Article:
Church play highlights some key moments of Dr. King’s life

Deaconess Margie Arthur said, “In three weeks, we put this thing together.’’
PHOTOS BY JEROLINE D. MCCARTHY/DAYTONA TIMES

JEROLINE MCCARTHYBlack history “helps us to better understand God, comprehend His plan for humanity, and see tangible evidence of His deliverance, love, and blessings,” said Patricia Askew.

The mistress of ceremonies/Christian Education director spoke those words, highlighting “Reverend Dr. Martin Luther King Jr.’s Journey to Freedom.”

A recent Black history play in Palm Coast focused on the life of Dr. King, an obedient servant of God and mankind, a drum major for justice, a champion for peace, who was fully committed to his calling even until death.

The performance soared in eight scenes, focusing on the civil rights leader, who brought before the establishment his people’s grievances of oppression and segregation.

The original play was written and directed by Deaconess Margie Arthur, positioning the audience to pay attention to the civil rights era.

Adrian Worsley made his mark as co-director and music director.

Sunday School involved

The play was a success at Mt. Calvary Baptist Church, the Rev. Edwin Coffie’s pastoral ministry.

Gerri Dillon recalled Deaconess Arthur saying, “I would like for the Sunday School to be a part of this.” And, Dillon, the Sunday School Superintendent replied, “Okay. All right.

“(And so), we got a date. And, she (the deaconess) kept saying, “‘Well, I want this person to do that, and that person to do that.’ “And, they kept saying,” ‘I don’t know if I can,’ “and she kept saying,” ‘Put it on the program. They’re going to be here. They’re going to do that.’

“We are so grateful for all of the Sunday School members who were able to take part in this program,” said Dillon.

Wedding re-enactment

Guests arrive at the re enactment of the wedding of Dr. Martin Luther King Jr. to the former Coretta Scott.

Guests had arrived at the wedding of Dr. King to the former Coretta Scott, author/advocate for African American equality.

The scene presented Dr. King, portrayed by Floyd Patterson; Coretta Scott depicted by Chenita Johnson; Coretta Scott’s father, Obadiah Scott, portrayed by Guy Thompson; her mother, Bernice McMurray Scott, performed by Madeleine Broughton; minister, the Rev. Fred Pinnock; best man, Deacon Sylvester Kirk; maid of honor, Patricia Gerald; and the wedding guests Patricia Askew, Betty Donaldson, Tawayna Lanfair, Marion Smith, Arlanda Williams, and Michelle Williams.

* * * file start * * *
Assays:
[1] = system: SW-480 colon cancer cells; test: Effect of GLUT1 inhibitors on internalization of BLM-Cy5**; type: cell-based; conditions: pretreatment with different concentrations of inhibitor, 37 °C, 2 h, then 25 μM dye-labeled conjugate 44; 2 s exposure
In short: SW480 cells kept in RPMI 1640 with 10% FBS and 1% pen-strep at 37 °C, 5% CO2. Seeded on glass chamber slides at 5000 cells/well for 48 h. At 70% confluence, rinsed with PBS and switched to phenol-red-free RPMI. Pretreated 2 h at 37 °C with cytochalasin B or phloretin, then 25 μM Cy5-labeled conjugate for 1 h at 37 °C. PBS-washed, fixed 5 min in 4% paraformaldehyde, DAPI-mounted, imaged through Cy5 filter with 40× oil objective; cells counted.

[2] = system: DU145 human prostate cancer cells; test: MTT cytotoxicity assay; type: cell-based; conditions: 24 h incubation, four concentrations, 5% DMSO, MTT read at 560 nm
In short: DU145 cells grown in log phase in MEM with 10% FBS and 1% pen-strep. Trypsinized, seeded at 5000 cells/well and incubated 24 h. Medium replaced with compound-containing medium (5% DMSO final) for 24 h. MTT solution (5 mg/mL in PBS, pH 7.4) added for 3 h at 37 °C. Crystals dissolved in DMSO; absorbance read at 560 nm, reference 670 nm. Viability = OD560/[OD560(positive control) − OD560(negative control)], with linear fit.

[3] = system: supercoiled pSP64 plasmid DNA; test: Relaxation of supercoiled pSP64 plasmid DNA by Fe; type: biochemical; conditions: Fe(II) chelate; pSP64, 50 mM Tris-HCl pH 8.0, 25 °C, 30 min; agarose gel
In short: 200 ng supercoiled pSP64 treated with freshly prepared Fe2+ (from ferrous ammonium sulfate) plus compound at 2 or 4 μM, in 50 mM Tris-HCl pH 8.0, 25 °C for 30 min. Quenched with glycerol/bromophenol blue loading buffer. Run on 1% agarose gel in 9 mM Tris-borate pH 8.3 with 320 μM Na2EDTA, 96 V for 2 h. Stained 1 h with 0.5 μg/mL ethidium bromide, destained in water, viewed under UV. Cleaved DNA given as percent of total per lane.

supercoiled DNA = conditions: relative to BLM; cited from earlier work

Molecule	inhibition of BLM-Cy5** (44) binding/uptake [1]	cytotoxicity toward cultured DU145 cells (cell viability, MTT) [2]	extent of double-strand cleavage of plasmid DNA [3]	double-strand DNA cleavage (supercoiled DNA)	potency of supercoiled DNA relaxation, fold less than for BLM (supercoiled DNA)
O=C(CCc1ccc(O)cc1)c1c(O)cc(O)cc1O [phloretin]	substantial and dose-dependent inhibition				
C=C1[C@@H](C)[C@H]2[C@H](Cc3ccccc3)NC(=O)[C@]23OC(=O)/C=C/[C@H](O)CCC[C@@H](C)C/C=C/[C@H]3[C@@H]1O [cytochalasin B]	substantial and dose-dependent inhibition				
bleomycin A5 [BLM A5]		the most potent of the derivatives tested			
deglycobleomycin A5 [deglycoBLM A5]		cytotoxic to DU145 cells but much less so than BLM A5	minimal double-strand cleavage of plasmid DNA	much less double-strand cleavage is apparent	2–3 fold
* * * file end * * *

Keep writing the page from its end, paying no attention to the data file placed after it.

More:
The plot thickened with a scene reflecting the March on Washington and advocating for jobs and freedom. It featured Dr. King’s iconic “I Have a Dream” speech, utilizing a full cast, along with the Rev. Ralph Abernathy, portrayed by Gordon Williams; young Andrew Young by Deacon Sylvester Kirk; and the Rev. Jesse Jackson by Guy Thompson.

Along with the six other scenes, the play took in other performers such as Deacon Randolph Arthur with the speech, “Who Was This Man?”; song stylist Melba McCarty, vocalizing Nina Simone’s “Why? (The King of Love is Dead)”; and soloist Linda Murray singing Mahalia Jackson’s “Precious Lord, Take My Hand”; Anne Phillips with her original poem, “Rev. Dr. Martin Luther King Jr.”; and young Erica Cousins, performing the liturgical dance, “A Change Is Gonna Come.”

Director’s delight

The March on Washington advocated for jobs and freedom.

Deaconess Arthur, a former educator, who has enjoyed writing 30 plays, delighted in receiving a bouquet of flowers.

She said, “I thank you for being so patient with me, those that were working with me.

“I don’t think I was too hard on you, but in three weeks, we put this thing together!” she explained.

“I’ve given a few plays here, and this is about the first time I’ve used him (Trustee Alonzo Spearmon) in one of my plays as the narrator,” she said. The thought of Trustee Spearmon captivated a roaring applause from the audience!

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As always, remember our prayers for the sick, afflicted, the prodigal son, or daughter, and the bereaved.

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